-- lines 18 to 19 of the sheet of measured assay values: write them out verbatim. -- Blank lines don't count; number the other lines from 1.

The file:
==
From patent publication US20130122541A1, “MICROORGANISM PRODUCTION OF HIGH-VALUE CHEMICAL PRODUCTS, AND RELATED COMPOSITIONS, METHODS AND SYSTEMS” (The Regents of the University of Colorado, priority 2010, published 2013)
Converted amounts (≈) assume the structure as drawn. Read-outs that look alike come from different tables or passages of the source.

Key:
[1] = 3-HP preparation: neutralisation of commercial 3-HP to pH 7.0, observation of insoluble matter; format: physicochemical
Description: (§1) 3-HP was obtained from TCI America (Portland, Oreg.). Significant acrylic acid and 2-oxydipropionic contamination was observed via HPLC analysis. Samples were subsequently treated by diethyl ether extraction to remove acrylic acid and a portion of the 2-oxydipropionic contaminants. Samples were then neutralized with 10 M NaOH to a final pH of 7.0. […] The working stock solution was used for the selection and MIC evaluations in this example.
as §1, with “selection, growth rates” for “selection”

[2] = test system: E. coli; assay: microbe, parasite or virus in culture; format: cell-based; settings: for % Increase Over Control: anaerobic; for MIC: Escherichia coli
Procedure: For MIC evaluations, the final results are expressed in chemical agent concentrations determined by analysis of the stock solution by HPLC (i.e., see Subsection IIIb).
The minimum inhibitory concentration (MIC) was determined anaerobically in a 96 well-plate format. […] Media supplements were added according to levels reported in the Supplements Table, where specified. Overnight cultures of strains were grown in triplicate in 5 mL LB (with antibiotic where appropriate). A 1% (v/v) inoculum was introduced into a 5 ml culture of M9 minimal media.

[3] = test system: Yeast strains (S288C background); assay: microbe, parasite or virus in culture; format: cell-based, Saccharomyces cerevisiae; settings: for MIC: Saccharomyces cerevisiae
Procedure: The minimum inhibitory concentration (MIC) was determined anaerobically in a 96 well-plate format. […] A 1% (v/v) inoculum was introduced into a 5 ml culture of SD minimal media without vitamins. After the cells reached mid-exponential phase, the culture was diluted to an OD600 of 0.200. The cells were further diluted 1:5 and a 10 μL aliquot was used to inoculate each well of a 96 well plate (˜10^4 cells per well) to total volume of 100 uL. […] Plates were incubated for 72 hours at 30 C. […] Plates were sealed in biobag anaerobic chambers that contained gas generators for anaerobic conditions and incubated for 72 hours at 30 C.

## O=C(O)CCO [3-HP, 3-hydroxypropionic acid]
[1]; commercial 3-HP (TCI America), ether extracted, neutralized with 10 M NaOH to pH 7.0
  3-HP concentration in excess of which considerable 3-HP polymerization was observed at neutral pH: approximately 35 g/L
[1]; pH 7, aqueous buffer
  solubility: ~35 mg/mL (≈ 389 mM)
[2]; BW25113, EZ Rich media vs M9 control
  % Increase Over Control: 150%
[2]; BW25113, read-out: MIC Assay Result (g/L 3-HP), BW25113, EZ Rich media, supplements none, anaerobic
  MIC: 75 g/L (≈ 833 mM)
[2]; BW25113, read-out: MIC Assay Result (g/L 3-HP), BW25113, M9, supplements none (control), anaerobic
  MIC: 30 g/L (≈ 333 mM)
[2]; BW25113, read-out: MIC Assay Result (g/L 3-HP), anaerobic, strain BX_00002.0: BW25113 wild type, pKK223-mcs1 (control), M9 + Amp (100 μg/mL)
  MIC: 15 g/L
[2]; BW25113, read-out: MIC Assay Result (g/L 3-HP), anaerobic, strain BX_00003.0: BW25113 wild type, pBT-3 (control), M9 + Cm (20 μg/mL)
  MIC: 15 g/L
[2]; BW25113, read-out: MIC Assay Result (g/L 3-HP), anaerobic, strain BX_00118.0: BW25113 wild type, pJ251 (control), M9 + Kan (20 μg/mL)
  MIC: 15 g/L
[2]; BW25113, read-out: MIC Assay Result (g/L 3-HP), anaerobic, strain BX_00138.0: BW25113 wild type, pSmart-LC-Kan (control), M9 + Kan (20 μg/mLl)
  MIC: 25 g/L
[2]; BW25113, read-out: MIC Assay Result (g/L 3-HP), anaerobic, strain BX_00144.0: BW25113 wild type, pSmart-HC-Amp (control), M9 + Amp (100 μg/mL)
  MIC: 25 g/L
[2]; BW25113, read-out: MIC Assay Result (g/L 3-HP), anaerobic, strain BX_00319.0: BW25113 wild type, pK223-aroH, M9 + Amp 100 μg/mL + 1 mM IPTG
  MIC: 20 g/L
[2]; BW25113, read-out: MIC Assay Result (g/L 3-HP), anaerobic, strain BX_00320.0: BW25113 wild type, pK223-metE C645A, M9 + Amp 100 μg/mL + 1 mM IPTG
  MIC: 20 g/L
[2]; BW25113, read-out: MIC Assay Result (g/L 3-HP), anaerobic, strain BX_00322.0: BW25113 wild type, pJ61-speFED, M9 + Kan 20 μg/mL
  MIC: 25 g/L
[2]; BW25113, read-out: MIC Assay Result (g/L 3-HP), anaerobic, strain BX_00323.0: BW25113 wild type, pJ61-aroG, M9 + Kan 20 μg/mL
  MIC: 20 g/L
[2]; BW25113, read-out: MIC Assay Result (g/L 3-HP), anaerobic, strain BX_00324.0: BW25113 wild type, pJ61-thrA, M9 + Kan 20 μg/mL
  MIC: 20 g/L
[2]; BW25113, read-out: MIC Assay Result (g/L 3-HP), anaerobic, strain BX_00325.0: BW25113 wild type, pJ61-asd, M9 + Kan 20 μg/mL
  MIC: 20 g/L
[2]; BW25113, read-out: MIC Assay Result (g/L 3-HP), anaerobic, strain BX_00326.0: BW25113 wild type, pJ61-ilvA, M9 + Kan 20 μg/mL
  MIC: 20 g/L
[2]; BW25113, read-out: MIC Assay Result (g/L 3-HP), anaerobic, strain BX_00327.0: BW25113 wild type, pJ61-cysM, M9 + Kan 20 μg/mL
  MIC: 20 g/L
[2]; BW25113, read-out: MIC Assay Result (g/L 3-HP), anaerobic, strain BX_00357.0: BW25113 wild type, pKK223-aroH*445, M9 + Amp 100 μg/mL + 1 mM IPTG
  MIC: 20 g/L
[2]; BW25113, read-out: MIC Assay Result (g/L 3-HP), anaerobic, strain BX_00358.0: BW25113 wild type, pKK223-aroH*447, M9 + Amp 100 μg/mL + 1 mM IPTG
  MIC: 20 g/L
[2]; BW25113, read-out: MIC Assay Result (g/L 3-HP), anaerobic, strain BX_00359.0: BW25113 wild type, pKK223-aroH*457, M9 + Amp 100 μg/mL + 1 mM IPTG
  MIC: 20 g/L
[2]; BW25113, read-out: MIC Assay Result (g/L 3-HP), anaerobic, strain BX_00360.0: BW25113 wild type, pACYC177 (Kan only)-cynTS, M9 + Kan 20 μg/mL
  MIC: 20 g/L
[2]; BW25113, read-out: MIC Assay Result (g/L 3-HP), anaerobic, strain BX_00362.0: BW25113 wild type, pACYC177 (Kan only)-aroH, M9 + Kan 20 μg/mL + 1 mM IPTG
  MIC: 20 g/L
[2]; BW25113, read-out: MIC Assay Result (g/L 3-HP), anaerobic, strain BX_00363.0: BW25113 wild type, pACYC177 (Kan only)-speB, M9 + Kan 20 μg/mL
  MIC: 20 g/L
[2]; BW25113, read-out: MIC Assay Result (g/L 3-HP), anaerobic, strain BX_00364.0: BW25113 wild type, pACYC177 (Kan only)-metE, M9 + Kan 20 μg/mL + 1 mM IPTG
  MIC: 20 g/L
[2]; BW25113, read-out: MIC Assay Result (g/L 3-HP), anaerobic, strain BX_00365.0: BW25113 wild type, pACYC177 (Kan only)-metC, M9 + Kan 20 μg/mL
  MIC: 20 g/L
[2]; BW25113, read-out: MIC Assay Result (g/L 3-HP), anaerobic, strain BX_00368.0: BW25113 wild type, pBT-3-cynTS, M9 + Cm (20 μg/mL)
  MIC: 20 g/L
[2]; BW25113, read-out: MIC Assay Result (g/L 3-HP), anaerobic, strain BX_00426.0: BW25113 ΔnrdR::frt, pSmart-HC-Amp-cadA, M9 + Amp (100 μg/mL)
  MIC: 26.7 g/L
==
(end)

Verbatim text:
  % Increase Over Control: 150%
[2]; BW25113, read-out: MIC Assay Result (g/L 3-HP), BW25113, EZ Rich media, supplements none, anaerobic